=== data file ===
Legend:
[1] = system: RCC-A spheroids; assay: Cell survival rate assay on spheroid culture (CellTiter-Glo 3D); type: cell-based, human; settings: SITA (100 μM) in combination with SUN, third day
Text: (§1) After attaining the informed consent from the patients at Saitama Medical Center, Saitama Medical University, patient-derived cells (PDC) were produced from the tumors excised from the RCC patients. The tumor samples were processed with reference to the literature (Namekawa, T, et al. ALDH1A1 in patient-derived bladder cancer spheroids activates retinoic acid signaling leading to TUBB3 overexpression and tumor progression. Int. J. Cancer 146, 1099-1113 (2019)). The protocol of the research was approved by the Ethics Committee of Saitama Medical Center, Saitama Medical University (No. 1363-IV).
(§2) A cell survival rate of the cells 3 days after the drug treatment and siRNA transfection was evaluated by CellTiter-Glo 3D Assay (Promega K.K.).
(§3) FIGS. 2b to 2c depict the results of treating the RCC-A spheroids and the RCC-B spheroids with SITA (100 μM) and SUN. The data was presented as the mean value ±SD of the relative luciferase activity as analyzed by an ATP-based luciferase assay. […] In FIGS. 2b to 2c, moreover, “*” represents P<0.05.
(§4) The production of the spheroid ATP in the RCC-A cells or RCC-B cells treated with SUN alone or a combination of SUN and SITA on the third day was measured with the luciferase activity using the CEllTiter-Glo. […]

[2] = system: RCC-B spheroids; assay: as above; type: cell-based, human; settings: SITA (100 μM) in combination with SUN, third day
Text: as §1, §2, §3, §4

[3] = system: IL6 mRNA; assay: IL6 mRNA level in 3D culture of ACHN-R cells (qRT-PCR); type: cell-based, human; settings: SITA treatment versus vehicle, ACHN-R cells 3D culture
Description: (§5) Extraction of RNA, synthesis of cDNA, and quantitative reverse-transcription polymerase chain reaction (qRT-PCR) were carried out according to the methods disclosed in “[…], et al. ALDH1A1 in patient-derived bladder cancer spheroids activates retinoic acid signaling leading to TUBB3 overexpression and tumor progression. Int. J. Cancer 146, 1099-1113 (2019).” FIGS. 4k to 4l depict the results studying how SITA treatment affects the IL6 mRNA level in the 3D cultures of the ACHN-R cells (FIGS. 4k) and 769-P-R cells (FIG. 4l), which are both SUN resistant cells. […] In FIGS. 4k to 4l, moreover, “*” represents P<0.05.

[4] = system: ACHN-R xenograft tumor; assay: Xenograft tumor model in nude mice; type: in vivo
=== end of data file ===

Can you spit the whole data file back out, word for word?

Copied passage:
Legend:
[1] = system: RCC-A spheroids; assay: Cell survival rate assay on spheroid culture (CellTiter-Glo 3D); type: cell-based, human; settings: SITA (100 μM) in combination with SUN, third day
Text: (§1) After attaining the informed consent from the patients at Saitama Medical Center, Saitama Medical University, patient-derived cells (PDC) were produced from the tumors excised from the RCC patients. The tumor samples were processed with reference to the literature (Namekawa, T, et al. ALDH1A1 in patient-derived bladder cancer spheroids activates retinoic acid signaling leading to TUBB3 overexpression and tumor progression. Int. J. Cancer 146, 1099-1113 (2019)). The protocol of the research was approved by the Ethics Committee of Saitama Medical Center, Saitama Medical University (No. 1363-IV).
(§2) A cell survival rate of the cells 3 days after the drug treatment and siRNA transfection was evaluated by CellTiter-Glo 3D Assay (Promega K.K.).
(§3) FIGS. 2b to 2c depict the results of treating the RCC-A spheroids and the RCC-B spheroids with SITA (100 μM) and SUN. The data was presented as the mean value ±SD of the relative luciferase activity as analyzed by an ATP-based luciferase assay. […] In FIGS. 2b to 2c, moreover, “*” represents P<0.05.
(§4) The production of the spheroid ATP in the RCC-A cells or RCC-B cells treated with SUN alone or a combination of SUN and SITA on the third day was measured with the luciferase activity using the CEllTiter-Glo. […]

[2] = system: RCC-B spheroids; assay: as above; type: cell-based, human; settings: SITA (100 μM) in combination with SUN, third day
Text: as §1, §2, §3, §4

[3] = system: IL6 mRNA; assay: IL6 mRNA level in 3D culture of ACHN-R cells (qRT-PCR); type: cell-based, human; settings: SITA treatment versus vehicle, ACHN-R cells 3D culture
Description: (§5) Extraction of RNA, synthesis of cDNA, and quantitative reverse-transcription polymerase chain reaction (qRT-PCR) were carried out according to the methods disclosed in “[…], et al. ALDH1A1 in patient-derived bladder cancer spheroids activates retinoic acid signaling leading to TUBB3 overexpression and tumor progression. Int. J. Cancer 146, 1099-1113 (2019).” FIGS. 4k to 4l depict the results studying how SITA treatment affects the IL6 mRNA level in the 3D cultures of the ACHN-R cells (FIGS. 4k) and 769-P-R cells (FIG. 4l), which are both SUN resistant cells. […] In FIGS. 4k to 4l, moreover, “*” represents P<0.05.

[4] = system: ACHN-R xenograft tumor; assay: Xenograft tumor model in nude mice; type: in vivo